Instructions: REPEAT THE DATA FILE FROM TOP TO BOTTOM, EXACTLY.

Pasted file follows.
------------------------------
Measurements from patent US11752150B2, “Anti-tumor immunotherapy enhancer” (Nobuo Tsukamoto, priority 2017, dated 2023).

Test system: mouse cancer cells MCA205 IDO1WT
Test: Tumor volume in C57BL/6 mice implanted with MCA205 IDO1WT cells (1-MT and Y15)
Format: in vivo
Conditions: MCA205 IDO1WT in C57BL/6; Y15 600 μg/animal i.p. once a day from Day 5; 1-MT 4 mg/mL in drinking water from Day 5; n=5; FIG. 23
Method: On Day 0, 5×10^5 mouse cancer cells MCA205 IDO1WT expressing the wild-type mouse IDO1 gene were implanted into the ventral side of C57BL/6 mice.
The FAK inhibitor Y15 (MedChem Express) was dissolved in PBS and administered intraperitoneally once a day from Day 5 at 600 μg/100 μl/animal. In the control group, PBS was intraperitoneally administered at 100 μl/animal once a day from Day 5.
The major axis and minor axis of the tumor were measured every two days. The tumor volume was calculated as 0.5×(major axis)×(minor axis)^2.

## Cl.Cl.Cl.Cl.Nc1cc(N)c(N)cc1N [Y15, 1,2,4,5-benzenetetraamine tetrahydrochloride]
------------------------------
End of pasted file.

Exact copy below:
Measurements from patent US11752150B2, “Anti-tumor immunotherapy enhancer” (Nobuo Tsukamoto, priority 2017, dated 2023).

Test system: mouse cancer cells MCA205 IDO1WT
Test: Tumor volume in C57BL/6 mice implanted with MCA205 IDO1WT cells (1-MT and Y15)
Format: in vivo
Conditions: MCA205 IDO1WT in C57BL/6; Y15 600 μg/animal i.p. once a day from Day 5; 1-MT 4 mg/mL in drinking water from Day 5; n=5; FIG. 23
Method: On Day 0, 5×10^5 mouse cancer cells MCA205 IDO1WT expressing the wild-type mouse IDO1 gene were implanted into the ventral side of C57BL/6 mice.
The FAK inhibitor Y15 (MedChem Express) was dissolved in PBS and administered intraperitoneally once a day from Day 5 at 600 μg/100 μl/animal. In the control group, PBS was intraperitoneally administered at 100 μl/animal once a day from Day 5.
The major axis and minor axis of the tumor were measured every two days. The tumor volume was calculated as 0.5×(major axis)×(minor axis)^2.

## Cl.Cl.Cl.Cl.Nc1cc(N)c(N)cc1N [Y15, 1,2,4,5-benzenetetraamine tetrahydrochloride]